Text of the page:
Jun 25, 2015 - 2:00pm

4 Reasons Why EPA’s Carbon Regulations are All Pain and No Gain


Senior Editor, Digital Content

House Energy and Power Subcommittee Chairman Ed Whitfield’s (R-KY) bipartisan bill, the Ratepayer Protection Act--which the House approved--will block EPA’s proposed carbon regulations. In an op-ed in The Hill, Rep. Whitfield calls EPA’s plan to reengineer the power grid, “a bad deal for the American economy, businesses, and ratepayers.”

He’s right.

Stephen Eule, Vice President for Climate and Technology at the Institute for 21st Century Energy, explained to a House Energy and Environment Subcommittees that EPA’s carbon regulations will be all pain and no gain.

Eule made four points using the Energy Information Administration’s analysis of EPA's plan:

  1. The economy will take a big hit.
  2. Electricity rates will go up
  3. The power grid will be less-reliable
  4. Carbon reductions won’t matter much in the big picture.

1. The Economy Will Take a Big Hit.

With electricity as an integral part of our economy, it’s odd that EPA hasn’t looked at how its proposed carbon regulations will affect the economy. “Nowhere in this document [CPP’s economic impact analysis] is there any discussion of how its rule will affect GDP,” said Eule.

Wait, “odd” isn’t the right word; “irresponsible” is better.

Anyway, EIA did look at the CPP's economic effects and found major costs:

[C]umulative economic costs over the Clean Power Plan’s 2020 to 2030 compliance period are an estimated $1.23 trillion in lost GDP, with a peak annual loss of $159 billion in 2025. This amounts to an average annual GDP hit over the compliance period of $112 billion.

epa_cpp_gdp_losses_800px.jpg

EIA estimates of GDP losses from EPA's Clean Power Plan: 2020-2030.
Source: Institute for 21st Century Energy.

2. Electricity Rates Will Go Up

EPA admits electricity rates will be higher—“an average of 6.5% in 2020, 2.9% in 2025, and 3.1% in 2030”—but it assumes there will be so much energy efficiency that consumers will pay less.

Eule notes that EIA doesn’t buy it:

[T]he price increases overwhelm these declines, leaving consumers with bigger, not smaller, electricity bills. Using EIA’s data, we calculate that average household electricity expenditures will be 3.8% higher in 2020, 2.8% higher in 2025, and 1.3% higher in 2030.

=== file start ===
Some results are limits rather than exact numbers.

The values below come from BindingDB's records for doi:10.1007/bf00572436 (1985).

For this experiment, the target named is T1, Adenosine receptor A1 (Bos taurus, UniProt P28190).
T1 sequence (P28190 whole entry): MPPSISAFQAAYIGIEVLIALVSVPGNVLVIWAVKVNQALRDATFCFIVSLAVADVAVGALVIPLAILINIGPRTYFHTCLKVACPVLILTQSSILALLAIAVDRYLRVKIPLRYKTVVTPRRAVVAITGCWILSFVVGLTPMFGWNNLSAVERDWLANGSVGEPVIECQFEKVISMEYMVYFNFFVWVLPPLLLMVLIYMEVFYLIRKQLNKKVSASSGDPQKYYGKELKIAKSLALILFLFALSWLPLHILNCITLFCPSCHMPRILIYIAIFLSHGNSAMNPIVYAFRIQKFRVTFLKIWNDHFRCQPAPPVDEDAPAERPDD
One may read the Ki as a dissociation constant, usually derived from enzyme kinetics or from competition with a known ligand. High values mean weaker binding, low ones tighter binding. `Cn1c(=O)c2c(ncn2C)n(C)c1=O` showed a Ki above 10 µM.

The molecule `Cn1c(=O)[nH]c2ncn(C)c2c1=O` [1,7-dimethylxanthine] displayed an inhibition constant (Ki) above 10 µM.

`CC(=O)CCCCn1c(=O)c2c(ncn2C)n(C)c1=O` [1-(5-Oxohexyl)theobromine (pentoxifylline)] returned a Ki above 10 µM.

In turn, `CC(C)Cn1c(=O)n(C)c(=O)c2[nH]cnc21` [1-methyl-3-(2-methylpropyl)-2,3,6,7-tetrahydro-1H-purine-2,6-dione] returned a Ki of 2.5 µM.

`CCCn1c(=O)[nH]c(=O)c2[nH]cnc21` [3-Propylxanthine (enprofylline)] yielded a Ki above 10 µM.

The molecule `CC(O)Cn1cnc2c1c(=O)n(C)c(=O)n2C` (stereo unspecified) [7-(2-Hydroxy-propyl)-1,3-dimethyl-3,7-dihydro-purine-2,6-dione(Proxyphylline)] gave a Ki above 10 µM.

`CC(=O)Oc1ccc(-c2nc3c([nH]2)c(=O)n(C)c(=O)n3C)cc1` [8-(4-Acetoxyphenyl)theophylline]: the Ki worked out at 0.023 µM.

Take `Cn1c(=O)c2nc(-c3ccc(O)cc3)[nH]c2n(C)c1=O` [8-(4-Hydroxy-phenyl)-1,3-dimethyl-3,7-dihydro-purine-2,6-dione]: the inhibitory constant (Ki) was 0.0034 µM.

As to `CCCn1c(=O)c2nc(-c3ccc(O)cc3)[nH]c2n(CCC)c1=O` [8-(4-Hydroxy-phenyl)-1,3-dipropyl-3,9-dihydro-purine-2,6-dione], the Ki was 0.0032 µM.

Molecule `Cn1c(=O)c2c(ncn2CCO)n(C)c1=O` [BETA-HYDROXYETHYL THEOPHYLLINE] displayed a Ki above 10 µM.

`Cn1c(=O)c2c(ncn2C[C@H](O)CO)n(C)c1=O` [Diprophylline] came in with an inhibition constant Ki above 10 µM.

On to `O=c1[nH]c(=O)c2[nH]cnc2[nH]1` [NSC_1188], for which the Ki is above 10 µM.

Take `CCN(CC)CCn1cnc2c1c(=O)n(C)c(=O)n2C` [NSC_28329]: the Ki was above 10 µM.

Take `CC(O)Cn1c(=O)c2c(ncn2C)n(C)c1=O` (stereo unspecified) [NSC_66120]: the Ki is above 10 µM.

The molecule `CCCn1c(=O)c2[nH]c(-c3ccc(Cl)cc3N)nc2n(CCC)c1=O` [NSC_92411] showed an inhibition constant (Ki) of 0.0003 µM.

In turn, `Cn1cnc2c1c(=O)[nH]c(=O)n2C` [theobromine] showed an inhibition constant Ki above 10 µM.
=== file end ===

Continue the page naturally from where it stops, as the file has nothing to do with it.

In total, consumers will pay $164 billion more for electricity from 2020 to 2040. “Pursuing the Clean Power Plan amounts to placing an entirely needless burden on families—especially low-income families—and businesses still struggling with a sluggish economy,” Eule said.

3. The Power Grid Will Be Less-Reliable

To add insult to injury, EPA’s carbon regulations will mean consumers will end up paying more for less-reliable electricity.

EIA estimates that 31% of all coal-fired power plants will be shut down by 2030. “A change in the generation mix of this magnitude this quickly will have repercussions for ratepayers,” said Eule.

Such a sudden shutdown of existing generating capacity is unprecedented, and it raises serious concerns … about the ability of the electric power system to handle such a rapid loss of base load generating capacity.

Regional power grid operators and state officials have expressed serious worries about this.

4. Carbon Reductions Won’t Matter Much in the Big Picture.

When all is said and done, under EPA’s carbon regulations, the U.S. will produce 6.2 gigatons less in carbon emissions by 2030.

Sounds like a lot, right? Eule points out that it will barely be a drop in the bucket globally:

As large as it is, however, the most recent forecast from the International Energy Agency suggests that in 2030 carbon dioxide emissions from China will offset this entire 11 years of reductions in a little more than 7 months.

When you put this all together—big economic costs, higher-priced but less reliable electricity, and little global effect—you can see that EPA’s carbon regulations are a raw deal for Americans.

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About the Author

About the Author

Sean Hackbarth
Senior Editor, Digital Content

Sean writes about public policies affecting businesses including energy, health care, and regulations. When not battling those making it harder for free enterprise to succeed, he raves about all things Wisconsin (his home state) and religiously follows the Green Bay Packers.